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Screening for Metabolic Syndrome

The content below is part of the “Health Library” and is not indicative of services available at the facility.

The purpose of screening is early diagnosis and treatment. Screening tests are usually administered to people without current symptoms, but who may be at high risk for certain diseases or conditions. Identifying and treating these underlying conditions that make up metabolic syndrome can reduce your risk of developing heart disease and type 2 diabetes.

Screening Guidelines for Central Obesity

When you have a physical exam, your doctor can measure your waist circumference.

Screening Guidelines for Blood Pressure

All adults should have their blood pressure checked during physical exams. If blood pressure is under 120/80 mm Hg, it can be rechecked in 2 years. For people with systolic blood pressure of 120-139 mm Hg and diastolic blood pressure of 80-90 mm Hg, rechecks are recommended every year.

Screening Guidelines for Cholesterol

A fasting lipid panel analyzes total cholesterol, as well as LDL, HDL, and triglyceride levels in the blood. Every adult 20 years and older should be tested. If your test results show a high risk for coronary artery disease, it is recommended that you get it rechecked within one year.

In people with less or no risk, retesting may only need to be done every 2-5 years.

Screening Guidelines for Blood Glucose

Glucose tests check your blood sugar levels to make sure they are within normal range. Glucose tests are used for screening and diagnosing prediabetes and type 2 diabetes.

The American Diabetes Association recommends screening in adults 45 years and older, every 3 years as long as the test result is within normal range.

People who are overweight or obese should be tested regardless of age if one or more of the following factors are present:

  • Physical inactivity
  • Family history
  • African American, Native American, Latino, Asian American, or Pacific Islander ethnicity
  • History of gestational diabetes or birth of baby weighing over 9 pounds
  • Blood pressure at or above 140/90 mm Hg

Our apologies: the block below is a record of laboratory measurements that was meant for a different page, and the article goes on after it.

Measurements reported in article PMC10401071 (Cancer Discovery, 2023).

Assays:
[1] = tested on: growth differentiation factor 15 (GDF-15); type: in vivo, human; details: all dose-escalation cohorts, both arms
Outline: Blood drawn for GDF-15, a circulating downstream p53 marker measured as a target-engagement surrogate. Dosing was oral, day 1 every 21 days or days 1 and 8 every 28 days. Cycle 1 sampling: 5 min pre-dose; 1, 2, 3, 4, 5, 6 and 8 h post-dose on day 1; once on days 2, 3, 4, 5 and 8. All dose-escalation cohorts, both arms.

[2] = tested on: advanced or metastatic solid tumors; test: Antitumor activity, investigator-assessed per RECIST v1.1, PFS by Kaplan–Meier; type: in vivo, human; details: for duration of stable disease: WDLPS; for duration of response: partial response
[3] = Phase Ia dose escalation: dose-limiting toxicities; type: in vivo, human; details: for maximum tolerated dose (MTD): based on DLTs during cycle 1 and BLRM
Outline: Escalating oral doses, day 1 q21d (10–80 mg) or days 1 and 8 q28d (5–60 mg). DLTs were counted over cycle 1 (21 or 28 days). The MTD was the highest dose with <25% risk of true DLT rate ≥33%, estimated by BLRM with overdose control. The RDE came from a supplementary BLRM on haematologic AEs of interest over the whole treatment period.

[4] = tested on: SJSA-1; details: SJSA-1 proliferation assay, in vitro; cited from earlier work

• HDL cholesterol under 35 mg/dL or triglycerides over 250 mg/dL
  • Women with polycystic ovary syndrome
  • Previous glucose testing indicating higher than normal results
  • History of cardiovascular disease

People with prediabetes should be tested every year.

Revision Information

  • American Diabetes Association. Standards of medical care in diabetes—2013. Diabetes Care. 2013;36 Suppl 1:S11-S66.

  • Diabetes mellitus type 2 screening. EBSCO DynaMed Plus website. Available at: Accessed March 18, 2016. Accessed September 23, 2016.

  • Hypertension. EBSCO DynaMed Plus website. Available at: Updated June 26, 2014. Accessed September 30, 2014.

  • Obesity in adults. EBSCO DynaMed Plus website. Available at: Updated July 10, 2016. Accessed September 23, 2016.

  • Rosenzweig JL, Ferrannini E, Grundy SM, et al. Primary prevention of cardiovascular disease and type 2 diabetes in patients at metabolic risk: an endocrine society clinical practice guideline. J Clin Endocrinol Metab. 2008;93(10):3671-2689

  • Steinberger J, Daniels SR, Eckel RH, et al. AHA scientific statement: progress and challenges in metabolic syndrome in children and adolescents. Circulation. 2009;119(4):628-647.

  • Third Report of the National Cholesterol Education Program (NCEP) Expert Panel on Detection, Evaluation, and Treatment of High Blood Cholesterol in Adults (Adult Treatment Panel III): Executive Summary. National Heart, Lung & Blood Institute, National Institutes of Health website. Available at: Accessed May 10, 2013.

  • US Preventive Services Task Force. Screening for high blood pressure: U.S. Preventive Services Task Force reaffirmation recommendation statement. Ann Intern Med. 2007;147(11):783-786.

The health information in this Health Library is provided by a third party. Cartersville Medical Center does not in any way create the content of this information. It is provided solely for informational purposes. It does not constitute medical advice and is not intended to be a substitute for proper medical care provided by a physician. Always consult with your doctor for appropriate examinations, treatment, testing, and care recommendations. Do not rely on information on this site as a tool for self-diagnosis. If you have a medical emergency, call 911.